La Tenda Rossa in Palermo: a small trattoria offering serious cuisine in the Sicilian tradition.

For someone like me, who was born in Palermo, going to eat in this trattoria is like turning back the hands of time. The flavours are those of the traditional recipes of the past. The only menu is a single small blackboard written in chalk and fought over amongst the tables.
The dishes you can choose from are few, but all so inviting that you will seriously question yourself about what to order.

Among the obligatory antipasti is the macco di fave con giri, a purée of dried broad beans and chard dressed with olive oil and pepper. The delicate consistency and flavours make it a perfect start to the meal.
Seafood should certainly not be neglected here, so as a second starter you might as well plunge into a very tasty mussel soup, which can also be served with babbaluci (snails in the local dialect) if you want.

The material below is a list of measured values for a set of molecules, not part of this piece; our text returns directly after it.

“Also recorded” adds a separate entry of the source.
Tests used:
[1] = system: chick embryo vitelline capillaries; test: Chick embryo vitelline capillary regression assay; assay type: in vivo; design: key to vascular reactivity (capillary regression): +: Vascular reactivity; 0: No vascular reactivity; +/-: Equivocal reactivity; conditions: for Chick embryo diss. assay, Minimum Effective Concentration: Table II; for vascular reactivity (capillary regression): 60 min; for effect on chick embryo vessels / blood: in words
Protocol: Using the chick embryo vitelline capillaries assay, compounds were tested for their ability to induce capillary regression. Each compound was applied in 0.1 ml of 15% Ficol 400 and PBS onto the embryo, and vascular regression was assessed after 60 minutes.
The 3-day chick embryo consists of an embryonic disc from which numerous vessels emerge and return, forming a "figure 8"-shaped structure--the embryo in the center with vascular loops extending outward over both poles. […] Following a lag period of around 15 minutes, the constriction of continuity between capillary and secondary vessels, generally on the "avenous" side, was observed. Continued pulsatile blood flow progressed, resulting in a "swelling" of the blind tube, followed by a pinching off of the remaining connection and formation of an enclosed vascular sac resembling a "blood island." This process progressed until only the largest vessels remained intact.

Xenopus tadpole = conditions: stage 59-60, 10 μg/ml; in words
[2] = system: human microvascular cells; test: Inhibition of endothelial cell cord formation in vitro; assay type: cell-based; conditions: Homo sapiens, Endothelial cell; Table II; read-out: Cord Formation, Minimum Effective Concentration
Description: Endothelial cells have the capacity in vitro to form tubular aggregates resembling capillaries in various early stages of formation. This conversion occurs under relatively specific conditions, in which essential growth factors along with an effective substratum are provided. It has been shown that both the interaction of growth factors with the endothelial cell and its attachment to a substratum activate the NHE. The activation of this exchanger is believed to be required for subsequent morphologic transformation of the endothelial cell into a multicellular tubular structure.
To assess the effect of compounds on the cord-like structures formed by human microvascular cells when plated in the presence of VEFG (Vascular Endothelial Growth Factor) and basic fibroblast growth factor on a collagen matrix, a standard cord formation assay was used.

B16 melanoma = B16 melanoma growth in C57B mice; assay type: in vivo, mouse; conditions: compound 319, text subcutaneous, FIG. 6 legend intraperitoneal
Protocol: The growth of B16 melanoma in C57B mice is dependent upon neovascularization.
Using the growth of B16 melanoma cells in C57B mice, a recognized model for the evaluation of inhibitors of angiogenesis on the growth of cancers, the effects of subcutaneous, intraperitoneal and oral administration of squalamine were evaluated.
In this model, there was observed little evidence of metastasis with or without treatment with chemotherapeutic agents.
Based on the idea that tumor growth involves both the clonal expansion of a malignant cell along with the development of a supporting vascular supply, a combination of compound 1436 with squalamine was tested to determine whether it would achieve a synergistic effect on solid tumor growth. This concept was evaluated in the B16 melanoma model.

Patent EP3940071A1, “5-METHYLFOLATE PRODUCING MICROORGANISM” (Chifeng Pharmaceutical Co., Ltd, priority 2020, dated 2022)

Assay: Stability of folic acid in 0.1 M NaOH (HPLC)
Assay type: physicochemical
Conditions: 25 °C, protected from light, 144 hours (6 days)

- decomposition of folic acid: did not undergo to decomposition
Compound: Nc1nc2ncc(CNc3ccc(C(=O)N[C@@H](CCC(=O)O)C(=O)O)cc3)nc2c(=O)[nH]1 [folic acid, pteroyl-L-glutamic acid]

The main dishes include: spaghetti in squid ink sauce, tagliatelle with prawns and spinach, or one of old-fashioned pasta recipes – bucatini with sparacelli, a delicious condiment prepared with broccoli, tomato essence, raisins, pine nuts and roasted breadcrumbs. A dish you must try.

Among the main meat courses, the involtini alla palermitana are rolls of meat filled with breadcrumbs and grated caciocavallo cheese, or you can try the very tender bollito (which literally means boiled meat). If you love fish, the possibilities vary according to the time of year and to the weather. Griddled prawns; the classic comforting flavour of sword fish rolls; and in October and November if you are lucky you will find capone, known as common dolphinfish in English, cooked in the most traditional way: with sweet and sour onion.

The selection of puddings is not on the same level, but if you have a little room left you can always top the meal off with a cannolo.

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